“That said, the balance of the year we still have six months to go, so there’s still plenty of unknowns in terms of what’s going to happen with consumer behavior,” he added. “We think we’re well positioned, both from a customer perspective as well as from a consumer perspective, but we still have six months to go and consumer are still sort of absorbing the impact of inflation on their overall spending. So, I think I wouldn’t characterize it as conservativism,” but rather planning for different potential scenarios.
Gas, convenience channels remain strong, serve as indicator of consumer health
An example of the difficulty PepsiCo faces when predicting the longer-term impact of inflation on consumers is playing out in the convenience and gas channels, where the business has invested significantly in the US.
As one analyst pointed out, consumer mobility is increasing which is prompting more trips to gas stations and convenience stores, creating more opportunities for snack and beverage sales, but at the same time higher gas prices may squeeze discretionary spending – causing volume sales to drop.
So far, trends in both the convenience and gas channel have held steady since the fourth quarter of last year, with sales stabilizing in the high single digits, said CEO Ramone Laguarta. But, he acknowledged, more of that may be come from price going forward than volume as units dipped slightly in the second quarter.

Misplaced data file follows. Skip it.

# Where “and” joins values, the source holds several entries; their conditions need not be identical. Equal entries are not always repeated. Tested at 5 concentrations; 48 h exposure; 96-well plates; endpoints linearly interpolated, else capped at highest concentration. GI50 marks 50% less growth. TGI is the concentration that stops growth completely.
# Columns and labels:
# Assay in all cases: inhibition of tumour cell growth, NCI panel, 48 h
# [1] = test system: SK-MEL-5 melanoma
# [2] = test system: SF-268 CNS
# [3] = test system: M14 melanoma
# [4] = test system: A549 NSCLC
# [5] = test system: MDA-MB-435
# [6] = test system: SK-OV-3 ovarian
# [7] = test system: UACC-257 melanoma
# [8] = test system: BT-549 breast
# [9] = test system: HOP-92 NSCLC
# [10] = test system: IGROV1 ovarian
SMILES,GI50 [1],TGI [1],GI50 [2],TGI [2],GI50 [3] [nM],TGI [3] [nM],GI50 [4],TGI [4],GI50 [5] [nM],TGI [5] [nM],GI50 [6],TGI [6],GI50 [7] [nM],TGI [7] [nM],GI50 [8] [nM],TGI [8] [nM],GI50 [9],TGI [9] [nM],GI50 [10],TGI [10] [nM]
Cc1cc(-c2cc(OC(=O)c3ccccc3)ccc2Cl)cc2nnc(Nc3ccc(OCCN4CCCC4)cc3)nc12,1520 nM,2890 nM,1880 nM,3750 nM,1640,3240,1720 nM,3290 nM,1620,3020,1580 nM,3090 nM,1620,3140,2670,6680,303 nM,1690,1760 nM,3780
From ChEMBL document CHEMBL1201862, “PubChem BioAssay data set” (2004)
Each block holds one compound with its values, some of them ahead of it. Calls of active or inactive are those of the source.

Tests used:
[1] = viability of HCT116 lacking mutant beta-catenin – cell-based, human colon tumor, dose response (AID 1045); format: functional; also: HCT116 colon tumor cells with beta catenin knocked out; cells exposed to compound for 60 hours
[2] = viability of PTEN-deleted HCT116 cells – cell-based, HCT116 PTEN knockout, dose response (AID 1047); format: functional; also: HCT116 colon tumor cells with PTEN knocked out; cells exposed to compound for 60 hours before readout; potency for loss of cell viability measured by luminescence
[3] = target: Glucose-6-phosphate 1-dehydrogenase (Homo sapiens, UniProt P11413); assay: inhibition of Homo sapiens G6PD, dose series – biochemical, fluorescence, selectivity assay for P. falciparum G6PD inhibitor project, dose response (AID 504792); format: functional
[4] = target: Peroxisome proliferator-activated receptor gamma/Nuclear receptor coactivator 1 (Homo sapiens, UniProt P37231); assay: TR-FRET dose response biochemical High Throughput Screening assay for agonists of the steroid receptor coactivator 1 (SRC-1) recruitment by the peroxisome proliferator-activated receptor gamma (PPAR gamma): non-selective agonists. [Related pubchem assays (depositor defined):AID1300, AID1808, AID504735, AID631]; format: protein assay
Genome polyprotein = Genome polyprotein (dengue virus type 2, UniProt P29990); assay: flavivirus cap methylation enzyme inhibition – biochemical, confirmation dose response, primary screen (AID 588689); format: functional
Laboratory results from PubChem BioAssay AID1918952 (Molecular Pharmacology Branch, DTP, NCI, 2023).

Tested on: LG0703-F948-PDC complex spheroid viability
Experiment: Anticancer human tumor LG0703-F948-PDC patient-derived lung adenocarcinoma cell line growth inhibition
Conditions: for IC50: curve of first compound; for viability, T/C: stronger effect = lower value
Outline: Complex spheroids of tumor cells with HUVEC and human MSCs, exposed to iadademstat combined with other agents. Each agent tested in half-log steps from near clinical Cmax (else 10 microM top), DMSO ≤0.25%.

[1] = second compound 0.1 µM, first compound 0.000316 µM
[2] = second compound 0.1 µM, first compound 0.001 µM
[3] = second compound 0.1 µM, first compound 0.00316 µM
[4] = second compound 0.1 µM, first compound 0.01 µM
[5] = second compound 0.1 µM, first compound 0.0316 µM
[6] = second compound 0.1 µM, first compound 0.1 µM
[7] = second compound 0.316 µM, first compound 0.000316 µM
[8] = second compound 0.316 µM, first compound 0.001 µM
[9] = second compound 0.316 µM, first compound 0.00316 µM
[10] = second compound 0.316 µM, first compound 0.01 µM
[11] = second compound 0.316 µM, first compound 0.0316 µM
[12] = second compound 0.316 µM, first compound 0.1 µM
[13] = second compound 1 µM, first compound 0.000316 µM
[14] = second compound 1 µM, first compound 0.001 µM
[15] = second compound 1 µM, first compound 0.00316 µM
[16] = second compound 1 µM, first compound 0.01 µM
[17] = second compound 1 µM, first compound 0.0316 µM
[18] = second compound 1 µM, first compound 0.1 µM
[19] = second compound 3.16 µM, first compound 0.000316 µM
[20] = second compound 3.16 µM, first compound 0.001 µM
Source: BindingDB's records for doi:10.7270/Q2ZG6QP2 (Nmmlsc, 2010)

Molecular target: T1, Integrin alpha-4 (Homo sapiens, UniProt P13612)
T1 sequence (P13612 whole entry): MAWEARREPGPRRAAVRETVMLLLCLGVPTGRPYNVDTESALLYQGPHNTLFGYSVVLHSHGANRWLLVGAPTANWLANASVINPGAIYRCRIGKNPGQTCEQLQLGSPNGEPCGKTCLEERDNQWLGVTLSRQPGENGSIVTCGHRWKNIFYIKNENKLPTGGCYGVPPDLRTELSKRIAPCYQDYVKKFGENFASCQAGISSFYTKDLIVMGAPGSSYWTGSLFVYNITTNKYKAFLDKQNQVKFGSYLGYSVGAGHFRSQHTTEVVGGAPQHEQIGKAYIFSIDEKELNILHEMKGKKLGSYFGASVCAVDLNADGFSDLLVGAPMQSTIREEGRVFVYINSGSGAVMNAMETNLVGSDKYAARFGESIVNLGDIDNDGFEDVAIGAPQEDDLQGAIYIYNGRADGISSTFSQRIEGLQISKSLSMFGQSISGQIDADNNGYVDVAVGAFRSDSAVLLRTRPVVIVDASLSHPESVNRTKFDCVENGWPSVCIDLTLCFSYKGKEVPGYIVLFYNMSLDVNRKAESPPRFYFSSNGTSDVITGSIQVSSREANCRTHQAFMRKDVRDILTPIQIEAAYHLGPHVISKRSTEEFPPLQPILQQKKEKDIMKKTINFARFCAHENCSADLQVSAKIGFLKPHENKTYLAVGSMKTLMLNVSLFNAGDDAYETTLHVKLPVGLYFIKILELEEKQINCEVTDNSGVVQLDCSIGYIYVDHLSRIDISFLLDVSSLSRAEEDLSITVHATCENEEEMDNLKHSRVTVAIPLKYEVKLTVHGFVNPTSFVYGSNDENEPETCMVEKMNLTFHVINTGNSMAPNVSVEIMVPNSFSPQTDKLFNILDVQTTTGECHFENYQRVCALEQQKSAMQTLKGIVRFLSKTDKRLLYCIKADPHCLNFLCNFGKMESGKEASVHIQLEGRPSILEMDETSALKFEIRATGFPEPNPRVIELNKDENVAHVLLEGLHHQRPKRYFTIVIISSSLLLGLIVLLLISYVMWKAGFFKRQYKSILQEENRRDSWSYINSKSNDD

“Obviously, we’re watching this channel very carefully as an indicator of potential consumer behavior change,” he added, reconfirming though that so far there remains a high incidence in PepsiCo’s categories in these channels.
Balancing inflation, productivity and margins
With gains coming from pricing versus volume, some analysts worried about PepsiCo’s ability to maintain growth going forward if retailers and consumers refused to accept additional price increases to offset rising inflation.
While Laguarta acknowledged that PepsiCo has had to pass some price on to consumers, he said that the company tries to do it in a way where it doesn’t impact volume and that looking forward it is particularly focused on how to keep lower income shoppers who are feeling squeezed engaged with its brands.
One way the company is managing this is by “making decisions on entry points into categories” so that these consumers can still engage at some level, and through other cost management efforts, he said.
He added that when it comes to price increase “there is always tension in those conversations, and there will continue to be tensions, but in general, they’re very positive conversations that we have because … our strategic intent is to be growth drivers for our partners and we go into these conversations very transparently and very positively to generate growth and additional margin for our customers.”
While transparency may be a fundamental component of those conversations, Laguarta stopped short of sharing if PepsiCo was planning specific additional price increases for the remainder of this year or next.
Johnston, however, suggested that the company did not need to pass through full commodity cost increase because it expects stronger productivity in the back half along side higher inflation.